The increased danger of head injuries to cyclists

On Behalf of | May 9, 2022 | Brain Injury |

Cycling is a popular pastime in LA. Not only that, more and more people are now commuting on two wheels. While cyclists feel numerous benefits of this, such as enjoyment, improved fitness and reduced costs, there are some drawbacks. 

Cyclists are not afforded the same levels of physical protection as their vehicular counterparts. Cyclists are more vulnerable during a collision. The head is particularly exposed, with over 40% of adult cyclists suffering a head injury at some point. 

Traumatic brain injuries are common

A bicycle helmet can only go so far in protecting your head. If you fall at speed or a car runs into you, then your head may take the brunt of the force. A helmet may save your life, but you could still be left with Traumatic Brain Injuries (TBIs). Ranging from mild to severe, TBIs can leave you out of action for a matter of weeks or many months. In severe cases, the damage done can be permanent.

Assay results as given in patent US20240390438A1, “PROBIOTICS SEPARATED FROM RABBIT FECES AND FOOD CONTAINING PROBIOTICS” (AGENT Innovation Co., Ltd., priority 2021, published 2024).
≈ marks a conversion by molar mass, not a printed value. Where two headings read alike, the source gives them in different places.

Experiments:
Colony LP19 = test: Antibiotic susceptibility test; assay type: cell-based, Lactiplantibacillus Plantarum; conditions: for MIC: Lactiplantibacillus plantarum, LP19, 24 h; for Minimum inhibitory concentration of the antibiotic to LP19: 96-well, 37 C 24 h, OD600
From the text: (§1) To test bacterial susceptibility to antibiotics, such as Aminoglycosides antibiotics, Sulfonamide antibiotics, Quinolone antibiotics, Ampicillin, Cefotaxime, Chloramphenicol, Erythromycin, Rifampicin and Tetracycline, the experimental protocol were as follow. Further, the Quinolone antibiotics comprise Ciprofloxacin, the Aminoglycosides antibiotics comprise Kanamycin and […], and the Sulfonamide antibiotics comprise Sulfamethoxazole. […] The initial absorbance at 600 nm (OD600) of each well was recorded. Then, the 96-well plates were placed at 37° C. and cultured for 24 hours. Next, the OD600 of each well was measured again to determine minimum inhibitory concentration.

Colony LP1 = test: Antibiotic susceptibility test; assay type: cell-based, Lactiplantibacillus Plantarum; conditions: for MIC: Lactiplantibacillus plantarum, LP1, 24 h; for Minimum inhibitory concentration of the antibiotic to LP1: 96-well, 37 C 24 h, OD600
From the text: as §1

Facial injuries are another problem

Even if the top of your skull escapes injury, your face is likely to be exposed. Very few cyclists wear full-face helmets, so the nose, teeth and eyes are often vulnerable. A broken nose can be extremely painful and it can affect your breathing. Orbital fractures can impact your vision, resulting in the requirement of complex surgery or the loss of vision. A collision or fall on the hard road surface could break your jaw or dislodge your teeth. Again, you are likely to need multiple surgeries and a long time off of work if this occurs. 

You shouldn’t be placed in undue danger because you have taken upcycling. Road users owe you a duty of care and if their negligent actions have caused you harm, you may be entitled to legal compensation